Idea In Brief: Finding the zone of Energized Working facilitates profound flourishing and significant accomplishments. This initial post is a proverbial toe dip in the waters of conceptual exploration.
Over the last three decades, I've been fascinated by how personal energy impacts work. And as I glance at my bookshelf, I'm not alone: The Living Company, Flow, The Advantage, Flourish, Jamming, The Art of Happiness, Linchpin, Built to Last, Blink, Drive, Unstuck and more are titles that directly or indirectly look at how energy influences our work.
McKinsey also conducted research in the early 2000s around organizational energy in times of transformation. Not surprisingly, 57% of executives involved in successful transformative efforts felt that their companies had maintained positive energy.
Based on my often limited personal energy (e.g. I tend to function best with ~9 hours of sleep per night), motivated by a variety of challenging autoimmune diseases in my family, and influenced by books like those above, I've become even more curious about personal energy, especially as applied to how we spend the majority of our time -- our work.
I also had a moment of illumination recently, brought about by a gift from my good friend Bo Durickovic. As we were literally "going to the mountain" (hiking Mt Humphreys in Flagstaff, AZ) and talking about life, nature, business, entrepreneurship and more, he stopped me on the trail and said something like, "Dude, you're the energy guy. Why don't you do something with it?"
Simple words, but like most profound challenges they left me stumped. What should I do? Is there a product here? A new take on research? A gift I can bring to the world? A book? A talk? What is it and does anyone care?
Further, what do we really mean when we use loose terms like "good energy" or phrases like "I'm feeling energized?"
As I started digging in more, I felt even more convinced that I needed to better understand how we build positive personal energy that can both fuel great individual work and ripple through those we serve. And I felt compelled to start a journey of research, meditation, reflection and writing to provide perspectives that might help others.
This blog post is my first attempt to inch towards Bo's challenge. I think there's a bunch more here and I'd love to hear from you. Is energy something that you think about? How do you build and maintain your personal energy? Is too much energy a bad thing? How might darker forms of energy (e.g. like anger and anxiety) actually serve us in certain times?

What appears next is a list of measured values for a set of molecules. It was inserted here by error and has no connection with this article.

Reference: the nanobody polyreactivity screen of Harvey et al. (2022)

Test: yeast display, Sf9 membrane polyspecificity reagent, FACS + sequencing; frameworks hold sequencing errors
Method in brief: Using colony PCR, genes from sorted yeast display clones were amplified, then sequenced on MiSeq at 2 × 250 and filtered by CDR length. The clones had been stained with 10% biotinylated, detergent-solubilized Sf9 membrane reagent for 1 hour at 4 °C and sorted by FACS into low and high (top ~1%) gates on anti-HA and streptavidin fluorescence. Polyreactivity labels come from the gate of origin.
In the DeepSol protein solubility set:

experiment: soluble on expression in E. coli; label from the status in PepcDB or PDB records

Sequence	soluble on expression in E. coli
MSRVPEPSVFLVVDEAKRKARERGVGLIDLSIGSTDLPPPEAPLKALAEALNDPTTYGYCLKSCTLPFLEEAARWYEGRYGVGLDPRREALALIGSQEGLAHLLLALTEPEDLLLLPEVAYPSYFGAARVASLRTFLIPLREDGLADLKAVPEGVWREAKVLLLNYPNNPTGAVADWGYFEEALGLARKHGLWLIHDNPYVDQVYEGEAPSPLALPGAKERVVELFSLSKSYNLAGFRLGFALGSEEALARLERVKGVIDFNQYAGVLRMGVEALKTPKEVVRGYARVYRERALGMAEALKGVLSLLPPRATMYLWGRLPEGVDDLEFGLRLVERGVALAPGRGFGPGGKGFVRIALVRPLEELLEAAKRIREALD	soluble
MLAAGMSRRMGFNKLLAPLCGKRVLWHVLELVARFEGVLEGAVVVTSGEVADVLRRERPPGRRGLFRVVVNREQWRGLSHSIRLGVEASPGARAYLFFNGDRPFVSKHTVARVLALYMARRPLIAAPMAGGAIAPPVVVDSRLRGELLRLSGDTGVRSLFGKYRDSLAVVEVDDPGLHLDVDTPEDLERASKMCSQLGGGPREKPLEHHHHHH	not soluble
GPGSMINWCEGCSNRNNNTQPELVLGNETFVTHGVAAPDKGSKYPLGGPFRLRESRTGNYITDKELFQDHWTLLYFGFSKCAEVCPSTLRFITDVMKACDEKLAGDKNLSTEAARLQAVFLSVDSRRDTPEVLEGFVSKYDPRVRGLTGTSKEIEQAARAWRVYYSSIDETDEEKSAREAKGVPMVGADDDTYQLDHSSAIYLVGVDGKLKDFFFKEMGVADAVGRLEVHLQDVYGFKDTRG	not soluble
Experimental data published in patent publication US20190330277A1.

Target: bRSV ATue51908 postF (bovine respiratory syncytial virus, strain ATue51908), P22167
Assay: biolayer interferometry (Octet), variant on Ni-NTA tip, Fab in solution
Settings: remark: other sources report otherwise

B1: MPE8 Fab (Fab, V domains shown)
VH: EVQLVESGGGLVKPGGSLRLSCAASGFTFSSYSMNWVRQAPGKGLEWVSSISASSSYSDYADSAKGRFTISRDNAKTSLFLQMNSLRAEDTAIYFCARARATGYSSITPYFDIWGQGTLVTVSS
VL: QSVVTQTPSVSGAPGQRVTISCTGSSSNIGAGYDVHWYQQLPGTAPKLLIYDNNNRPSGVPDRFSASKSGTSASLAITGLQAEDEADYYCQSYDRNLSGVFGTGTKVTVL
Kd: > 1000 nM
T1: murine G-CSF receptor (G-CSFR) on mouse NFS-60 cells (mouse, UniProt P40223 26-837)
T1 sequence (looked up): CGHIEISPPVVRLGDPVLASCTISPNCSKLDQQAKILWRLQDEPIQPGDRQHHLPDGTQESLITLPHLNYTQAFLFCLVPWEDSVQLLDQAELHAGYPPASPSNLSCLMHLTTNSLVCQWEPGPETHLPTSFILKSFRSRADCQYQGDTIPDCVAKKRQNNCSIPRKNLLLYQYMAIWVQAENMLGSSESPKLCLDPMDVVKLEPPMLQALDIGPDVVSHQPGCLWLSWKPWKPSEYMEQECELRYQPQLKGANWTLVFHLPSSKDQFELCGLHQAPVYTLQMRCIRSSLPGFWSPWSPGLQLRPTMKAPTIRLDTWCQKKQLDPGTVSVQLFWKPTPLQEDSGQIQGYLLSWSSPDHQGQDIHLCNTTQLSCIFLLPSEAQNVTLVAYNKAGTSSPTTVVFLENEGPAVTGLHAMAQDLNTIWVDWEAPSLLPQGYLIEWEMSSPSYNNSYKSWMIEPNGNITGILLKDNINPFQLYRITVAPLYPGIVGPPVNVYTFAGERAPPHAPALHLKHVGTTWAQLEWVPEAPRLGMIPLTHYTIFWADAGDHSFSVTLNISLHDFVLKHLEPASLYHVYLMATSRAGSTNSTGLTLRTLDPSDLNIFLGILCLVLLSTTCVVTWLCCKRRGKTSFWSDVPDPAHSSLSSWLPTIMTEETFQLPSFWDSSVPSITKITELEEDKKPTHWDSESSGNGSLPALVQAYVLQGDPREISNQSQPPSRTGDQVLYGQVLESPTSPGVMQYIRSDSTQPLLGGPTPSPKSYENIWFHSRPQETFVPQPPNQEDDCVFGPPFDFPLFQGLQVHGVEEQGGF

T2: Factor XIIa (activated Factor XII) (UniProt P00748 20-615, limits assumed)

There are so many questions that I'm playing with and I'd love to glean any of your thoughts via a Comment below or an email (steve at alder dot vc).
To begin, I'll initiate the conversation with a set of incomplete perspectives on Energized Working. I view these as an initial attempt to put some initial thoughts on paper. Please bear with me.
What is Energized Working?
While I love the state of Flow, I often find that by its very definition it's not maintainable over extended clock nor calendar time periods. Energized Working, at its best, keeps us going over extended periods.
In a nutshell, I'd offer that Energized Working is the intersection of Focus and Optimism.
Specifically, when we're focused on something clear and meaningful, and we're optimistic about the outcome, we have the potential for Energized Working. But in my experience, there's more that's required.
Energized Working requires a highly tuned vessel for delivery. The body generally needs to be in good working condition to enable Energized Working. Factors that influence my physical state (and these are generally somewhat different for everyone) include sleep, moderate caffeine, aerobic exercise, anaerobic exercise, moderate alcohol, nutrition and more. As I start to gain more data on how others experience Energized Working I'll look to share more about physical priorities -- and techniques around long term, reasonable enablement.
While our physical requirements can be high, our psychological needs are arguably higher. In my experience, I need to feel grounded, appreciated, innovative, sharp, articulate, creative, included, visionary, productive, committed and more. I'm hoping through both secondary and primary research to better understand the collection of feelings, emotions and nudges that equip us to engage in energized work.
While our bodies and psyches have requirements, the work itself generally also has a set of conditions that give us the best opportunity to find and maintain energy. For me, purpose is paramount. There needs to be meaning in the cause itself. Second, impact must be big -- either dramatically changing a few people or moderately helping huge audiences. Third, I find that the new trumps the routine; innovation and creativity build energy. Finally, results matter. The work needs to win and grow in measurable ways (typically through revenue as a market indicates their value in the work by paying for it).
Per above, this post is meant to start to scratch the surface. By intent, it's incomplete, scattered and high-level. Accordingly, I genuinely appreciate you for bearing with me as I start to publicly play with concepts, learn on the fly, and work to bring you something of deeper value. If you're still with me, and if Energized Working is of interest to you, please do let me know!
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Steve Semelsberger is the Founder of Alder Growth Partners.